We then see that certain things are specifically excluded from being “conversion therapy” under clause 213F(2):
(2) Conversion therapy does not include a practice that—
(a) assists a person who is undergoing a gender transition; or
(b) assists a person who is considering undergoing a gender transition; or
(c) assists a person to express their gender identity; or
(d) provides acceptance, support and understanding of a person; or
(e) facilitates a person’s coping skills, social support and identity exploration and development.
While paragraphs (a) to (c) are not directly relevant to our question, I have included them to show the flavour of what is allowed. Almost anything to do with “gender transition” is excluded from being “conversion therapy”. But it is possible that paragraphs (d) and (e) may assist with our example. Someone seeking prayer and counselling from their church family may be said to be receiving “acceptance, support and understanding” in their desire to change their sexual attraction or behaviour. They may also be getting help which facilitates their “identity exploration and development”, if they are allowed to say which direction that should be.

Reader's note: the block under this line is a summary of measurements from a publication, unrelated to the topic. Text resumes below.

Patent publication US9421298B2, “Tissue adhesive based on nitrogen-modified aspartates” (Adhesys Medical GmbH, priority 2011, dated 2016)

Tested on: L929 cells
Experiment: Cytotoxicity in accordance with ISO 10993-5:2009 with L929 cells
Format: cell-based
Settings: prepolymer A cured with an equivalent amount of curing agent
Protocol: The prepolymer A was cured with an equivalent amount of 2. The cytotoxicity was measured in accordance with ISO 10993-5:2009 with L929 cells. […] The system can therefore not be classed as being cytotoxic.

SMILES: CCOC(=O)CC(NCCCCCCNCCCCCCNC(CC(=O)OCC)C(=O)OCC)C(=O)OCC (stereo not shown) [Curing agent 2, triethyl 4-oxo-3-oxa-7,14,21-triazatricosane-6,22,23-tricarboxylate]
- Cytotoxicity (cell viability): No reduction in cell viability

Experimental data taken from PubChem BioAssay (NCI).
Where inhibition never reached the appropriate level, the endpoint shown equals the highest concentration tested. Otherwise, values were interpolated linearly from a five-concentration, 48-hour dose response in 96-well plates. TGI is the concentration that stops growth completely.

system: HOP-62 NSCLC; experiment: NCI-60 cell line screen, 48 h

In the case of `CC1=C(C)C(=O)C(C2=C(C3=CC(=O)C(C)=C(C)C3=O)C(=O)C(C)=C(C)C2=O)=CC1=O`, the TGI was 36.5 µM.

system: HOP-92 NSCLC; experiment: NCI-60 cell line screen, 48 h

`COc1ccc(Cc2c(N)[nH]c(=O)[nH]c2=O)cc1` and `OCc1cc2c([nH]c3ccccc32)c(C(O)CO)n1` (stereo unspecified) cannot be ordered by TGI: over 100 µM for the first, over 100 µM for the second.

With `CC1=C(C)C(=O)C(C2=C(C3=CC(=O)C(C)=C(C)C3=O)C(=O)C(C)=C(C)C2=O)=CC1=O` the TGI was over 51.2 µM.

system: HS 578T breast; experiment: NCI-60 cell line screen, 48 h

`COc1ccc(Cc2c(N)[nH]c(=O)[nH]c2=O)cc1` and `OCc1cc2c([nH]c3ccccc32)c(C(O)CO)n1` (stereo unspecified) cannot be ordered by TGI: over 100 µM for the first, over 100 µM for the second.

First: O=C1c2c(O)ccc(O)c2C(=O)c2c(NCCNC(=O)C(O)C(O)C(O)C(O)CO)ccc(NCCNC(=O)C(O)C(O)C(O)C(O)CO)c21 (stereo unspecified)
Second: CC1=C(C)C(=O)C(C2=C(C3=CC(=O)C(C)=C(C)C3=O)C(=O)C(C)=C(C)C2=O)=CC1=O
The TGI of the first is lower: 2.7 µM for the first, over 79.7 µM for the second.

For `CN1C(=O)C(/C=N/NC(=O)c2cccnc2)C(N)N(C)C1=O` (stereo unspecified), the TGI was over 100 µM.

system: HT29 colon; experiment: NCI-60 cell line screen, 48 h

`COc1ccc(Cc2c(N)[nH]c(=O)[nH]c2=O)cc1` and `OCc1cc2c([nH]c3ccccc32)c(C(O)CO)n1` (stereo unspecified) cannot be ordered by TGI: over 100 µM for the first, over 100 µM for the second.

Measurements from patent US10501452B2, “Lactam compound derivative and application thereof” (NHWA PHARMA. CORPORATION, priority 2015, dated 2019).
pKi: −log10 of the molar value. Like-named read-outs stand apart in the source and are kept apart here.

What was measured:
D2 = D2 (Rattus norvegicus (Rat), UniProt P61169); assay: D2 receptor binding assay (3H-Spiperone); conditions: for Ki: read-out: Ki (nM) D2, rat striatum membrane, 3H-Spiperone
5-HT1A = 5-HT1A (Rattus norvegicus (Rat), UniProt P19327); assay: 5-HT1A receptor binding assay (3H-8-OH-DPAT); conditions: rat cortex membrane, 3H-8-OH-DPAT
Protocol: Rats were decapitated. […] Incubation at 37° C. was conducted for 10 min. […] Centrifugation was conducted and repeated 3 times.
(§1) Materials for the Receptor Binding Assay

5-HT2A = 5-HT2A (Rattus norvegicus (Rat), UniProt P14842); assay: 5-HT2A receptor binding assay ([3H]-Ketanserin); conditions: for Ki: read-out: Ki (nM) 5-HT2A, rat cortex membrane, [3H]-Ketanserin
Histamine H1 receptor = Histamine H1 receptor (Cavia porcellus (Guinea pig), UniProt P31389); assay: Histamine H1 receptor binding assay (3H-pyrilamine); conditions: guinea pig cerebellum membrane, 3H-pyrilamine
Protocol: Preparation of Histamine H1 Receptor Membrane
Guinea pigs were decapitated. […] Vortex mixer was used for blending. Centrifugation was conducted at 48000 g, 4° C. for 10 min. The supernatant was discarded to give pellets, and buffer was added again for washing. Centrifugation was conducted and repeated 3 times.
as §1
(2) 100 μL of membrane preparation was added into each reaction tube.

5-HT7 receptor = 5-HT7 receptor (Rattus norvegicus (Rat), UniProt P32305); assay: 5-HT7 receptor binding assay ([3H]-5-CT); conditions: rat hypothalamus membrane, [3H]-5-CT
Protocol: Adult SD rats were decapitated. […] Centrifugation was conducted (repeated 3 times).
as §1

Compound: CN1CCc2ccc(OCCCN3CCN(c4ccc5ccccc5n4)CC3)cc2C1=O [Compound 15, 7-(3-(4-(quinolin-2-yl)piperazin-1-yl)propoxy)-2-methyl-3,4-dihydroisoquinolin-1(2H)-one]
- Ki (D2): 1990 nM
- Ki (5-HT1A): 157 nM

The thrust of these two paragraphs is arguably that if the person themselves has requested the “treatment” then it will not be “conversion therapy”. But there is still some doubt. It would clearly be better, to avoid this doubt, to include a paragraph (f), for example, that conversion therapy does not include a practice that “is undertaken at the free and informed request of the person concerned, who has requested counselling, prayer or other assistance to overcome an unwanted sexual attraction or cease engaging in an unwanted sexual activity”.